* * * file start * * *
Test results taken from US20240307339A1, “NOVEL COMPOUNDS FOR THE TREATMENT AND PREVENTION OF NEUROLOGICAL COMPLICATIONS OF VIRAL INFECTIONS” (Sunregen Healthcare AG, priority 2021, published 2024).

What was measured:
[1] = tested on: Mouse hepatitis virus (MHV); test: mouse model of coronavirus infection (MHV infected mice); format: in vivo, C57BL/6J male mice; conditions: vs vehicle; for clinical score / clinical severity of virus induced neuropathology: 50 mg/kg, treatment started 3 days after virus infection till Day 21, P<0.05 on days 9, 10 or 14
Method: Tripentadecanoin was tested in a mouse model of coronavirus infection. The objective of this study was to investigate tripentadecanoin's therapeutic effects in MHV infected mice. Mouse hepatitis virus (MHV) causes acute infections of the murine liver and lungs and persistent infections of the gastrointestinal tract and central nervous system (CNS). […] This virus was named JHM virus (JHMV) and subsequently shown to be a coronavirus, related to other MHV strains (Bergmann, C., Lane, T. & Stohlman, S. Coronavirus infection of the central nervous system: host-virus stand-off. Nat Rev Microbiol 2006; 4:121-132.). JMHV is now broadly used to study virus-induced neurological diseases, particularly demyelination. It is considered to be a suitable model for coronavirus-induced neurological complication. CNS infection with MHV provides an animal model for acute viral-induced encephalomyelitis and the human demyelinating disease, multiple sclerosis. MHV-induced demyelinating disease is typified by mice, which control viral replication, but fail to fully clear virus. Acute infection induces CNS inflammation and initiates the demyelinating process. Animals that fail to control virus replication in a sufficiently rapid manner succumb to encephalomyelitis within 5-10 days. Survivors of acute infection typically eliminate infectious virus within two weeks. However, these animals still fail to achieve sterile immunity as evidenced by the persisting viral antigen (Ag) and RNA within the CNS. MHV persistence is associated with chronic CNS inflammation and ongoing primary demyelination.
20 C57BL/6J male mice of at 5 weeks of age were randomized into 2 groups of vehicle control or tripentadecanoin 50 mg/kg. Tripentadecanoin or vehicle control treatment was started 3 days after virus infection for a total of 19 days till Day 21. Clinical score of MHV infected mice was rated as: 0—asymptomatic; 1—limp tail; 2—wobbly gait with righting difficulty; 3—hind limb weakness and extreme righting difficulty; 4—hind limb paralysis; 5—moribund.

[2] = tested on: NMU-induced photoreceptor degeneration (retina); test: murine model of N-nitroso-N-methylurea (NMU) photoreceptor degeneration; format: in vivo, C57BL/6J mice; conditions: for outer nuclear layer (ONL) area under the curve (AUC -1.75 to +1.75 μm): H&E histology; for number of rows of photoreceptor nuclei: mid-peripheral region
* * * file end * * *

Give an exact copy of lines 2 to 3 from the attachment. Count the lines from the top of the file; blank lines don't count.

What was measured:
[1] = tested on: Mouse hepatitis virus (MHV); test: mouse model of coronavirus infection (MHV infected mice); format: in vivo, C57BL/6J male mice; conditions: vs vehicle; for clinical score / clinical severity of virus induced neuropathology: 50 mg/kg, treatment started 3 days after virus infection till Day 21, P<0.05 on days 9, 10 or 14